Iceland is unique. It has thermal hot springs, fantastic wildlife, glaciers, whales, long fjords, fishing villages, a bustling capital, and a vast, unspoiled interior. The people are highly educated, and more books per capita are published here than anywhere else in the world. Reykjavik, the capital, is home to half of the population. While it is the base for business, at nighttime its streets fill with a hip crowd who come to drink, party, and dance till the wee hours. This audiobook covers it all.
Iceland, Greenland, Northern Norway, and the Faroe Islands lie on the edges of Western Europe, in an area long portrayed by travelers as remote and exotic - its nature harsh, its people reclusive. Since the middle of the 18th century, however, this marginalized region has gradually become part of modern Europe, a transformation that is narrated in Karen Oslund's Iceland Imagined. This cultural and environmental history sweeps across the dramatic North Atlantic landscape, exploring its unusual geography, saga narratives, language, culture, and politics, and analyzing its emergence as a distinctive and symbolic part of Europe.
"Good information poorly presented"
In 2009, Susannah Cahalan woke up in a strange hospital room strapped to a bed, under guard, and unable to move or speak. Her medical records - from a month-long hospital stay of which she had no memory - reported psychosis, violence, and dangerous instability. Yet, only weeks earlier she had been a healthy, ambitious twenty-four-year-old, six months into her first serious relationship and a sparkling career as a cub reporter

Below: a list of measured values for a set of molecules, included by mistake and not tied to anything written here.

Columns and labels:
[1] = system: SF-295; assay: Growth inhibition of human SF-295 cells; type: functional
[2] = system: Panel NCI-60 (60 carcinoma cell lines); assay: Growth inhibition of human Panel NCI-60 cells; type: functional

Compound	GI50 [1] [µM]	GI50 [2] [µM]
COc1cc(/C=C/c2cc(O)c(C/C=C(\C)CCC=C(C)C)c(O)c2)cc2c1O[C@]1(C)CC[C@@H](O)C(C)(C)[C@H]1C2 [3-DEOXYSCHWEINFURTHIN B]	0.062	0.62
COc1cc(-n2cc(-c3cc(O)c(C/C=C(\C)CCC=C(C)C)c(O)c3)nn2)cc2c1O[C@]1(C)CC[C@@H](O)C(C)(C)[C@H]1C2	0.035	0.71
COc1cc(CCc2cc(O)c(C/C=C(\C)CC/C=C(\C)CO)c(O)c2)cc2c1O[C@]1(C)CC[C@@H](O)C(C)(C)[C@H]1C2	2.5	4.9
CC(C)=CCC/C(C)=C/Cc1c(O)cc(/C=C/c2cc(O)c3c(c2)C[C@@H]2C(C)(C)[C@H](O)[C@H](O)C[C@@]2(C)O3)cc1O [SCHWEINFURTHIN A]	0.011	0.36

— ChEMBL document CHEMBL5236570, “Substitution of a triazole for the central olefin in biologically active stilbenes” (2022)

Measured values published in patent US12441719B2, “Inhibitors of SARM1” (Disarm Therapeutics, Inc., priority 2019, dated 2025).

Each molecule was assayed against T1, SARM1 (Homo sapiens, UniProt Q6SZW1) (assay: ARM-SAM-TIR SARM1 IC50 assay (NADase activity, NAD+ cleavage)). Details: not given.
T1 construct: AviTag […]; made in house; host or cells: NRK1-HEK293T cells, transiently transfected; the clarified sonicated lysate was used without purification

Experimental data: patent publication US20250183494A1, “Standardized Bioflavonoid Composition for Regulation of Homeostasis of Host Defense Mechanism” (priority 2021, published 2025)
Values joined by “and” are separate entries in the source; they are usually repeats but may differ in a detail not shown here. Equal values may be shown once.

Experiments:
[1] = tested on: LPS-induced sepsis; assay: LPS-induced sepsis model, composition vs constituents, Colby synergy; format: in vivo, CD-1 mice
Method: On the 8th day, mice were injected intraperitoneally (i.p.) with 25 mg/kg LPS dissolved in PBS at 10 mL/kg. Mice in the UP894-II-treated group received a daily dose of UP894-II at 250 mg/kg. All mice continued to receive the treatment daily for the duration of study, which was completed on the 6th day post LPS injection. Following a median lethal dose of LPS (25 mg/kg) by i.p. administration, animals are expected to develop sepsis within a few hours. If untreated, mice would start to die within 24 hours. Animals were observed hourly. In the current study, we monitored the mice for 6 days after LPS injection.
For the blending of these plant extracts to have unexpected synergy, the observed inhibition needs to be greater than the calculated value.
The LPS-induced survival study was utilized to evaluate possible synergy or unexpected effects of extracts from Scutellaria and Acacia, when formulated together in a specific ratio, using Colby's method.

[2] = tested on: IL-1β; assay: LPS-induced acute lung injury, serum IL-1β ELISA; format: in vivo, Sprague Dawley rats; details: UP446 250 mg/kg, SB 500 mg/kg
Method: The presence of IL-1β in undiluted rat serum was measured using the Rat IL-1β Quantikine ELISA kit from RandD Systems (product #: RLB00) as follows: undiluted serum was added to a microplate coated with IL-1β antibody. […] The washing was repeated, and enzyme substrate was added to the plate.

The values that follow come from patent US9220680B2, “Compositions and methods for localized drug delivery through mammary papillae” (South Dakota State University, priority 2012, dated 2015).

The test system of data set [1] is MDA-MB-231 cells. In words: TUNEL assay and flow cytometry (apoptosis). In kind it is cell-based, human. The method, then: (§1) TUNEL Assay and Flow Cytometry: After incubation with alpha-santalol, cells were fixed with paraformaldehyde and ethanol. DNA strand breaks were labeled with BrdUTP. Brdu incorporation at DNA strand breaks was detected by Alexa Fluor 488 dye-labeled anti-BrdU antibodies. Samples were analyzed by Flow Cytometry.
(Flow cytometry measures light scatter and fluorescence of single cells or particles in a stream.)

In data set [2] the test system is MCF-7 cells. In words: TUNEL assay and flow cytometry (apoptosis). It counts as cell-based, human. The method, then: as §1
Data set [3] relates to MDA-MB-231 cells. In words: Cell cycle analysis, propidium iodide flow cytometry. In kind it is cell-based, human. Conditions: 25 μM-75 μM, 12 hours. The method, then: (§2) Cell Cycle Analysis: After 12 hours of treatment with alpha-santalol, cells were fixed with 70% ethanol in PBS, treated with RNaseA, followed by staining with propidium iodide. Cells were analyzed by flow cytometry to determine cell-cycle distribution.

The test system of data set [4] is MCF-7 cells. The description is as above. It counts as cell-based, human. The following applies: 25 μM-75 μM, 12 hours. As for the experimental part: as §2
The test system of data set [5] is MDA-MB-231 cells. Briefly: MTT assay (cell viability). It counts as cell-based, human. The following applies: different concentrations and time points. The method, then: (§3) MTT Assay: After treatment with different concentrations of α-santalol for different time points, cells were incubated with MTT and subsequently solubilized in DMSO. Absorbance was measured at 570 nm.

"For those interested in neurology & psychology"
Read by Juliet Stevenson and Simon Callow, A Literary Christmas is a seasonal anthology that collects together poems, short stories, and prose extracts by some of the greatest poets and writers in the English language. Like Charles Dickens’ ghosts of Christmas Past and Present, they are representative of times old and new - from John Donne’s Elizabethan hymn over the baby Jesus to Rudyard Kipling’s "Christmas in India", from Thomas Tusser counting the cost of a Tudor feast to Laurie Lee’s "Cider with Rosie".
"Wonderful Christmas stories and excerpts!"
When he’s not vanquishing villainous gods or dodging demons, 2,000-year-old Druid Atticus O’Sullivan can be found behind the counter of Third Eye Books and Herbs in modern-day Tempe, Arizona, literally minding his own business. But when an evil sorcerer - and amateur shoplifter - snatches an ancient Egyptian tome of black magic, The Grimoire of the Lamb, Atticus is not sheepish about pursuing him to the ends of the earth...or at least to the Land of the Pharaohs.
"Novella, Side Adventures Before Book 1"
One of the great fears many of us face is that despite all our effort and striving, we will discover at the end that we have wasted our life. In A Guide to the Good Life, William B. Irvine plumbs the wisdom of Stoic philosophy, one of the most popular and successful schools of thought in ancient Rome, and shows how its insight and advice are still remarkably applicable to modern lives. In A Guide to the Good Life, Irvine offers a refreshing presentation of Stoicism, showing how this ancient philosophy can still direct us toward a better life.